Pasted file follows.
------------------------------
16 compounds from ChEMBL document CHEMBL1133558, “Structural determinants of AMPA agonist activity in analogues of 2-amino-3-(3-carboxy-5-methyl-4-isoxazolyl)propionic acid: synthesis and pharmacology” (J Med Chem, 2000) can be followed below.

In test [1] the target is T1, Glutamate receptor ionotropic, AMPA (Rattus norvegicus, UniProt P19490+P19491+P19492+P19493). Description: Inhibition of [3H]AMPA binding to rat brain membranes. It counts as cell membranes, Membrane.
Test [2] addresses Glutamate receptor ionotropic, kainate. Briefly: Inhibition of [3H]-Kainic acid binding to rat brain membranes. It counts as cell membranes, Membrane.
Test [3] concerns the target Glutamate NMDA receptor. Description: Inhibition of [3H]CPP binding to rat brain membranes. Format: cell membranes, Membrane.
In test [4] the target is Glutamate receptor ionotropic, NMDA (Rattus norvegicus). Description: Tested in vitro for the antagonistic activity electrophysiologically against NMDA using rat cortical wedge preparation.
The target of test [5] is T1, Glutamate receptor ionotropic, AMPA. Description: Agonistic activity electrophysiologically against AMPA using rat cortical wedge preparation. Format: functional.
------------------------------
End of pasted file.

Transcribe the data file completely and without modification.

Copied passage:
16 compounds from ChEMBL document CHEMBL1133558, “Structural determinants of AMPA agonist activity in analogues of 2-amino-3-(3-carboxy-5-methyl-4-isoxazolyl)propionic acid: synthesis and pharmacology” (J Med Chem, 2000) can be followed below.

In test [1] the target is T1, Glutamate receptor ionotropic, AMPA (Rattus norvegicus, UniProt P19490+P19491+P19492+P19493). Description: Inhibition of [3H]AMPA binding to rat brain membranes. It counts as cell membranes, Membrane.
Test [2] addresses Glutamate receptor ionotropic, kainate. Briefly: Inhibition of [3H]-Kainic acid binding to rat brain membranes. It counts as cell membranes, Membrane.
Test [3] concerns the target Glutamate NMDA receptor. Description: Inhibition of [3H]CPP binding to rat brain membranes. Format: cell membranes, Membrane.
In test [4] the target is Glutamate receptor ionotropic, NMDA (Rattus norvegicus). Description: Tested in vitro for the antagonistic activity electrophysiologically against NMDA using rat cortical wedge preparation.
The target of test [5] is T1, Glutamate receptor ionotropic, AMPA. Description: Agonistic activity electrophysiologically against AMPA using rat cortical wedge preparation. Format: functional.